VimpelCom Says Sales, Margin May Drop Amid Ukraine Conflict

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VimpelCom Ltd. said sales and profitability may fall this year as the wireless carrier that operates in countries including Russia and Ukraine continues to face a “difficult” environment.

Service revenue may drop by as much as a low single-digit percentage, excluding the effect of items such as exchange-rate changes, the Amsterdam-based carrier said in a statement on Wednesday. On that basis, earnings before interest, taxes, depreciation and amortization, as a proportion of revenue, may decline as much as 1 percentage point, the company said.

Sales fell 13 percent last year to $19.6 billion, as the Russian and Ukrainian currencies plunged because of falling oil prices and the effects of continuing conflict in Ukraine. Revenue also dropped in Italy, VimpelCom’s second-biggest market after Russia, weighed down by price competition, regulatory pressures and the euro weakening against the dollar.

“The company’s 2015 outlook looks quite optimistic, given that it bears a substantial amount of costs in hard currencies,” said Sergey Libin, a Moscow-based analyst at ZAO Raiffeisenbank. “High debt load signals that VimpelCom won’t be able to pay high dividends for a year or a two.”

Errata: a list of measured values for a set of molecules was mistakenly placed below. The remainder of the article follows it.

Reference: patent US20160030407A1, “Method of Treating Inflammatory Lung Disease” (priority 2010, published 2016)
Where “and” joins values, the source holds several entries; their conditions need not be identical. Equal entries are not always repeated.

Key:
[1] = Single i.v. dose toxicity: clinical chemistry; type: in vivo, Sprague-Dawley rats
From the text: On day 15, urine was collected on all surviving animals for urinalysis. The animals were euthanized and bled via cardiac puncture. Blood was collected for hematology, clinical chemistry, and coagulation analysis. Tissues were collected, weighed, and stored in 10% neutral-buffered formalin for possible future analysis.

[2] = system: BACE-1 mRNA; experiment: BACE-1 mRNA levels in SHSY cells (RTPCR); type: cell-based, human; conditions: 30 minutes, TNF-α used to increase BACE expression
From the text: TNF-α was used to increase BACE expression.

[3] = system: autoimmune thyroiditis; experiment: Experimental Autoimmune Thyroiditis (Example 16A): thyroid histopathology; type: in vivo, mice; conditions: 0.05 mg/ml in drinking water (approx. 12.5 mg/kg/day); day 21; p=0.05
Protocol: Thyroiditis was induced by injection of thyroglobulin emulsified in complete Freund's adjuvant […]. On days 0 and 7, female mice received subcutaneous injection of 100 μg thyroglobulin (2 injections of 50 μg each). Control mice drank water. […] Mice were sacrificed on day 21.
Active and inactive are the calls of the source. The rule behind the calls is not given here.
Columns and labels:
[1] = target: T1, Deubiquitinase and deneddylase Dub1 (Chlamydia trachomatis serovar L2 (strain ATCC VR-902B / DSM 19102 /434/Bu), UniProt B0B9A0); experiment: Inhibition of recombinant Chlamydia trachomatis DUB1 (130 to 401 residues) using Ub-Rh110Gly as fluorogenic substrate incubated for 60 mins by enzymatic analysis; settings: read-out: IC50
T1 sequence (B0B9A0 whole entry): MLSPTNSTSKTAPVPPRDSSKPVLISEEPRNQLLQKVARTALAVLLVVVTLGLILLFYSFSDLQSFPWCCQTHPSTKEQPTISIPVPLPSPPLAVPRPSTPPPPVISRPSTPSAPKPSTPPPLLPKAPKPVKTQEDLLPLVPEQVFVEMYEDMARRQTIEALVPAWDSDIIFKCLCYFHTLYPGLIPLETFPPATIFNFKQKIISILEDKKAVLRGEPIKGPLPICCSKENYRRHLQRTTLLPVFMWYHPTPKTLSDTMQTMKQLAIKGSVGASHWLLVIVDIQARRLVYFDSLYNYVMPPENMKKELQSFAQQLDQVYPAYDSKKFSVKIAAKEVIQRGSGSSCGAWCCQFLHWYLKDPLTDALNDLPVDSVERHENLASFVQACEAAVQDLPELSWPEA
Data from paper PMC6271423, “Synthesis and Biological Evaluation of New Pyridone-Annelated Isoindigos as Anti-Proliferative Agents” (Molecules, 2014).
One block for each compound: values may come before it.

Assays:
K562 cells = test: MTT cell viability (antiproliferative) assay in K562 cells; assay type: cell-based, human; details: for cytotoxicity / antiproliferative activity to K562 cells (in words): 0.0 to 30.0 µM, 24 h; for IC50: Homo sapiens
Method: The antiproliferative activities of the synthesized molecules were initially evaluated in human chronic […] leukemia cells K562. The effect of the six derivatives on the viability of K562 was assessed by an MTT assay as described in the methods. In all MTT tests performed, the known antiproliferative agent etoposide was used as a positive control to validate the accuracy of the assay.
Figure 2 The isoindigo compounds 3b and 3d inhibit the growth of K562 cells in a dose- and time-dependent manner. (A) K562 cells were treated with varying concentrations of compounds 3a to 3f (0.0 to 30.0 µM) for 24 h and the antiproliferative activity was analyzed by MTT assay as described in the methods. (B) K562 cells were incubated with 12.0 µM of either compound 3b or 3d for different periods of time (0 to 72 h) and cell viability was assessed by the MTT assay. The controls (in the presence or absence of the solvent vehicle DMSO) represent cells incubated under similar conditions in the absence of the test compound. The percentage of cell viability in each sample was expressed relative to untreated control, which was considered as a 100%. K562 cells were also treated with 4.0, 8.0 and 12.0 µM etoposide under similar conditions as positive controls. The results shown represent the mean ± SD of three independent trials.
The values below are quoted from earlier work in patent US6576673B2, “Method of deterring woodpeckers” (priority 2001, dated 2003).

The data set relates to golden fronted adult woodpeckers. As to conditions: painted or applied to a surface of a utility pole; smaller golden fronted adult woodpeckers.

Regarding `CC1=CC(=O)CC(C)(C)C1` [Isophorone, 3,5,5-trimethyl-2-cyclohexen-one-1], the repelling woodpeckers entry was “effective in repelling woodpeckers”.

The company’s target for net debt this year is 3.2 times Ebitda. That compares with a ratio of 2.5 times at the end of

2014. The increase will be caused by currency fluctuations, Chief Executive Officer Jo Lunder said in a phone interview.

A year ago, VimpelCom cut its dividend payout to a fraction of previous levels until the net debt to Ebitda ratio falls to


Italy View

While VimpelCom isn’t considering an exit from Italy, it is ready to discuss market consolidation, Lunder said in the interview.

VimpelCom, co-owned by Russian billionaire Mikhail Fridman with partners and Norway’s Telenor ASA, is seeking to reduce its $20 billion net debt that resulted from buying assets in Italy, Asia and Africa from Egyptian billionaire Naguib Sawiris. The company sold a majority stake in its Algerian Djezzy unit to a local sovereign fund last month and disposed of a stake in a Canadian unit last year.

VimpelCom fell 2.8 percent to $4.81 per depository receipt on Tuesday in New York, taking the decline to 53 percent in a year and giving the company a market value of $8.45 billion.